Thursday, January 24, 2008
DILAUDID IN SAINT JOHN - WHO'S LYING???? AIDS SAINT JOHN OR GOVERNMENT WORKERS AT THE SAINT JOHN METHADONE CLINIC???
Wait list for N.B. drug treatment shrinks, needle-exchange numbers rise
Last Updated: Wednesday, January 23, 2008 | 6:08 PM AT
The decreasing numbers on methadone treatment waiting lists in New Brunswick does not reflect the reality of the drug problem in the province, say some frontline workers.
Methadone is used to help fight addiction to opium-based drugs. In 2007, more than 600 people in the province were on the waiting list for the pharmaceutical treatment program that helps wean addicts off heroin and prescription drugs such as Oxycontin, Dilaudid, Percodan and Percocet.
In Saint John, the waiting list for the treatment fell from 186 people in 2006 to 49 in 2007.
The decreased numbers stem from a new policy of removing people from the waiting list if they can't be reached.
"It's one thing to say this person's on the waiting list but if we spend three weeks trying to track you down, if we said 'I'm going to admit you' and I can't get a hold of you, you're not really on the waiting list," said Marjorie Mullin, co-ordinator at the Saint John methadone clinic.
The original list wasn't realistic and the new list reflects the number of people who are ready for treatment if they're called, Mullin said.
Health Minister Mike Murphy committed in 2007 to tackle the long waiting lists for drug treatment in the province.
Taking people off the list may make the province's drug situation look better on paper but isn't a proper solution, said Julie Dingwell, a spokeswoman with AIDS Saint John.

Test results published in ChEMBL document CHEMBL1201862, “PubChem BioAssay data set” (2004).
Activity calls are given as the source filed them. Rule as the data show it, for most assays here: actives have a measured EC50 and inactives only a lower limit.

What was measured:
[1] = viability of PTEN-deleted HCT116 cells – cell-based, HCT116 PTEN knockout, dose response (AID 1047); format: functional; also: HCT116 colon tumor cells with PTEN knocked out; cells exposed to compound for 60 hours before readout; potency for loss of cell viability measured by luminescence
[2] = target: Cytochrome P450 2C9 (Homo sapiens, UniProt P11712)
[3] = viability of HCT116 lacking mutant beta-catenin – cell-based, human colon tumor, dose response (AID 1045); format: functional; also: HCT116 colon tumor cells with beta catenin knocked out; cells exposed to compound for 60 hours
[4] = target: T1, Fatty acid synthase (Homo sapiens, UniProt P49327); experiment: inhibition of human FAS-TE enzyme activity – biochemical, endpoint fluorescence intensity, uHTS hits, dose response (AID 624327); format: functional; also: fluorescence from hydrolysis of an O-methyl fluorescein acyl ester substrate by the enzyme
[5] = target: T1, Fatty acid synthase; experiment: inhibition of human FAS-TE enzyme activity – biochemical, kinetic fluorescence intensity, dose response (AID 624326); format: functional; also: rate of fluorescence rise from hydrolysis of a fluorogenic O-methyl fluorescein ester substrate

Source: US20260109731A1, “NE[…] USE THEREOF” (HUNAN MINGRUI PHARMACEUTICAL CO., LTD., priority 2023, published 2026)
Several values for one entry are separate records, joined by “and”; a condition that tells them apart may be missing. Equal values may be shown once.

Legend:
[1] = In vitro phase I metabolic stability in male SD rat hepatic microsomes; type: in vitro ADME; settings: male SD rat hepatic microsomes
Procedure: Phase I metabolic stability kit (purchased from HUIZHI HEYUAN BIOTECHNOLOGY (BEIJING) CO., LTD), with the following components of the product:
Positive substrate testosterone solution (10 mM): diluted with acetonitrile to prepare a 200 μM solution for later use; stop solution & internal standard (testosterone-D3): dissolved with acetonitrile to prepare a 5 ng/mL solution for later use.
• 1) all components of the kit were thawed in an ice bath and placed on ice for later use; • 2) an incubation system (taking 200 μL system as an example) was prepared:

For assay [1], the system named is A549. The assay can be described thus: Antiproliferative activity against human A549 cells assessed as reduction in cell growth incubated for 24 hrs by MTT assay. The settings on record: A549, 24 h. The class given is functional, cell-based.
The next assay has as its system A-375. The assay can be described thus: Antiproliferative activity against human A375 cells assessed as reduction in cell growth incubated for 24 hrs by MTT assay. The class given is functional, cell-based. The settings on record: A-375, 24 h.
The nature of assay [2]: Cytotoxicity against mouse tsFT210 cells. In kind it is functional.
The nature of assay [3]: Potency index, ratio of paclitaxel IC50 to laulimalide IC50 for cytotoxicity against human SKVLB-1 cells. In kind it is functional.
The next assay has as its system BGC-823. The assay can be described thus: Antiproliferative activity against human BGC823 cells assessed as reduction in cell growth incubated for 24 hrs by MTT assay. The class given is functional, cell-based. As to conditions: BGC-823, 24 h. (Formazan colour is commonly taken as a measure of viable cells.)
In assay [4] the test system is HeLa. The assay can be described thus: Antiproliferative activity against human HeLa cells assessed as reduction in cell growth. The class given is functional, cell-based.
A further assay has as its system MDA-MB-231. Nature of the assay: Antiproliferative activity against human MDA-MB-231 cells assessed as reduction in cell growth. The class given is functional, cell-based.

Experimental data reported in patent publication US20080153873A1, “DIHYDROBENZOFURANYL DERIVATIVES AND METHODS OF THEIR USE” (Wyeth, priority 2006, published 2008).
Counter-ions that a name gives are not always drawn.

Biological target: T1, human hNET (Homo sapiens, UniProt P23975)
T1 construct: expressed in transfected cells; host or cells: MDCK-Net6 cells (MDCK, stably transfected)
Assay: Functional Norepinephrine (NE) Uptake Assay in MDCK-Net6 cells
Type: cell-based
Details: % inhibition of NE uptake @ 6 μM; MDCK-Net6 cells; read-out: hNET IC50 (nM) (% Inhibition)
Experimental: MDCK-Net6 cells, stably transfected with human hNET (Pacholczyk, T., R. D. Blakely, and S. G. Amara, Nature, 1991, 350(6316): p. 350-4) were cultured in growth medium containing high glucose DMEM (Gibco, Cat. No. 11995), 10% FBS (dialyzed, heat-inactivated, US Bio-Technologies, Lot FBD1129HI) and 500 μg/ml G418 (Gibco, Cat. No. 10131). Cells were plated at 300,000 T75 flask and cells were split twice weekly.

The removal of names amounts to the abandonment of drug addicts, Dingwell said.
"The sex-trade workers, the injection-drug users, the people who are committing thefts to get money and are in or out of jail all the time — the program isn't working well for those people," she said.
The solution to the waiting list problem is to expand the methadone program, not removing names, Dingwell said.
Many addicts end up on the waiting list for a year or more, she said, while others come into AIDS Saint John and beg to be admitted to the treatment program.
"We don't talk about the number of people that have died waiting for methadone while they've been on that bloody list," Dingwell told CBC News.
People are committing suicide, contracting hepatitis C and HIV and being sent to jail while they wait to get treatment, she said.
"Why do we think it's ethical to abandon them like this?"
Based on the number of people participating in the needle exchange at AIDS Saint John, the number of addicts in the city seems to be increasing, she said.
About 200,000 needles were given out in Saint John in 2007 while 100,000 were disturbed in the city in 2006.
In Fredericton, 74,000 syringes were handed out last year, compared to 40,000 in 2006.
"Addiction is a public health-care crisis … over 200 people [are] getting hepatitis C in New Brunswick every year and the majority of them are coming from the injection-drug use community. This is crippling our health-care system," Dingwell said.
The increase in Saint John is partially a result of more people in the city becoming addicted to crack cocaine, she said. Crack addicts can use up to 10 needles per day.
Police in Saint John said they have also noticed an increase in the amount of cocaine on the streets over the last year.
"There's no question that the amount of it and the amount of people that are using it has been steadily on the rise," said Sgt. John Wilcox.
The highly addictive drug crystal meth is not yet a problem in New Brunswick, Wilcox said, but its arrival on the East Coast is inevitable.